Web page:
Uncertainty prevails as Mexico election looms

The world is now 18 months into the Donald Trump era, and there is no doubt the U.S. president is making an impact, not only on the United States but on its trade partners as well.  The U.S. media depict in alarming terms a country in a deepening state of social conflict, with polarized liberals and conservatives abusing one another in public and political candidates risking their careers by opposing the strongman in the White House.  We’ll save the 1930s-Nazi-Germany parallels for the cantina but from our vantage point here in Mexico, the ongoing state of uncertainty in U.S. public policy is a real nuisance for North America across the board.

President Trump has been prolific in issuing executive orders, but he has not had nearly as much success when public policy proposals require the participation of other people.  The Trump- initiated renegotiation of the North American Free Trade Agreement (NAFTA), for example, has stagnated with no end in sight.  Despite the Republicans holding majorities in the House and Senate, legislation on immigration and the status of so-called “Dreamers,” as well as funding for the president’s pharaonic border wall, remains stalled due to lack of sufficient consensus.  Mr. Trump has been successful in implementing import tariffs on certain goods from Canada, Mexico, Europe and China, but retaliatory tariffs from the affected parties are now beginning to sow discord among some otherwise solid supporters of the administration.  Furthermore, deep disagreement over financing for the border wall threatens to revive the prospect of a U.S. government shutdown in early Fall.  A couple months later, a lot could potentially change after the mid-term elections.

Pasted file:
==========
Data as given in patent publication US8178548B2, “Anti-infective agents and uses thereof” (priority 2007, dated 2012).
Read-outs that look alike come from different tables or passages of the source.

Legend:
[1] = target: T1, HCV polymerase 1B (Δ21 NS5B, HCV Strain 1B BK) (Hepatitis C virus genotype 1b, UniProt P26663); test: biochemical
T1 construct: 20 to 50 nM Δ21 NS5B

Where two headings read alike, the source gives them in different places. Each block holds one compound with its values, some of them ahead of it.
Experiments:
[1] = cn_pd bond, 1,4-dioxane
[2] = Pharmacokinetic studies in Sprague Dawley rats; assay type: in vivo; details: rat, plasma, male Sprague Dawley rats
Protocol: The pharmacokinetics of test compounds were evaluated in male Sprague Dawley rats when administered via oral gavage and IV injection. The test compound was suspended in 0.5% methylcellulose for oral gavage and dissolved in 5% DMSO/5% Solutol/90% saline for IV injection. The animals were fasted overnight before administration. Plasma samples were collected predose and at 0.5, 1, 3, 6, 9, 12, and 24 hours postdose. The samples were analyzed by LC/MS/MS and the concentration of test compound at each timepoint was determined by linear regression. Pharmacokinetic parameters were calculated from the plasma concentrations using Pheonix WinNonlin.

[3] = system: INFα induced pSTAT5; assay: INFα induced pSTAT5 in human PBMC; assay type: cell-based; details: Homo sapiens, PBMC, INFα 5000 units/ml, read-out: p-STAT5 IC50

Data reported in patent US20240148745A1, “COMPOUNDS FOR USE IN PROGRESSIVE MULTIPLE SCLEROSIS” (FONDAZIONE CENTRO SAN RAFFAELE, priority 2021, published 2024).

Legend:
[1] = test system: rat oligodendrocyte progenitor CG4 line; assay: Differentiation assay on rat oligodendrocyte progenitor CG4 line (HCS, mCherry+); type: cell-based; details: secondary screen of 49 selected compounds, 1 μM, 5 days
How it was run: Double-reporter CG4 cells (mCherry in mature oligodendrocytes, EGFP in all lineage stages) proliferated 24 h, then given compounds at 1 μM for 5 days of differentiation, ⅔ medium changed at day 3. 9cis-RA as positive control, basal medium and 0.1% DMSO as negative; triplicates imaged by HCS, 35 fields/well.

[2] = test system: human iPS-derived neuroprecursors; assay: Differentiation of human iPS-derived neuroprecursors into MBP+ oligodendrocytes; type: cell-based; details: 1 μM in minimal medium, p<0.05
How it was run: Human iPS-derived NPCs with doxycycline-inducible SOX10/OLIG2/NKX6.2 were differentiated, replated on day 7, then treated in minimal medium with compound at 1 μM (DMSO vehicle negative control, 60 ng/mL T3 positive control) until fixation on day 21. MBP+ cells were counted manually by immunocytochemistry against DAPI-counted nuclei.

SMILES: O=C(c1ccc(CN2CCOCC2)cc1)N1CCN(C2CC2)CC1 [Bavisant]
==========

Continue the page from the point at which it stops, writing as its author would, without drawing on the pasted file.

Here in Mexico, we have our own homegrown sources of uncertainty to worry about.  Presumably there should be uncertainty over the outcome of our upcoming presidential election July 1, although the prevailing view is that leftist candidate Andrés Manuel López Obrador (AMLO) will obtain the most votes.  The unknown, then, is not whether AMLO will get more votes, but whether the ruling PRI will try to rig the outcome of the election using extremely well tested methods of fraud to impose either their own candidate or the candidate currently running second in polls, Ricardo Anaya of the PAN-PRD coalition.  If we opt to presume that AMLO will win the election and the PRI will lovingly curate a seamless democratic transition to his inauguration on December 1 (which would be out of character but hey we’re living in unusual times), then how far will AMLO go to undo the policies of the past two governments?  Early on in the campaign, his stump blustering indicated he would cancel the energy reform, the education reform and the new Mexico City airport.  More recently, however, with the presidency seemingly within reach, he has tempered his language to suggest that he will “review” these pillars of the current administration rather than necessarily cancel them outright.  After two prior failed runs at the presidency, he’s come this far, he’s so close, and he doesn’t want to screw this up at the last minute.  As for the voters, we really don’t know what we’ll be getting from an AMLO government, but it appears that enough people should be willing to take that risk to put “El Peje” over the top.

Ultimately, as Trump and López Obrador bray into the cameras, the near to medium term is filled with uncertainty.  But one thing is certain enough for the average Mexican voter: Another six years of the corruption, organized crime and violence the country has endured under the past two administrations is too unbearable to contemplate.  So if we’re going to get López Obrador and his band of dodgy disciples for the next six years, let’s just suck it up and get started.

Leave a Reply

Your email address will not be published. Required fields are marked *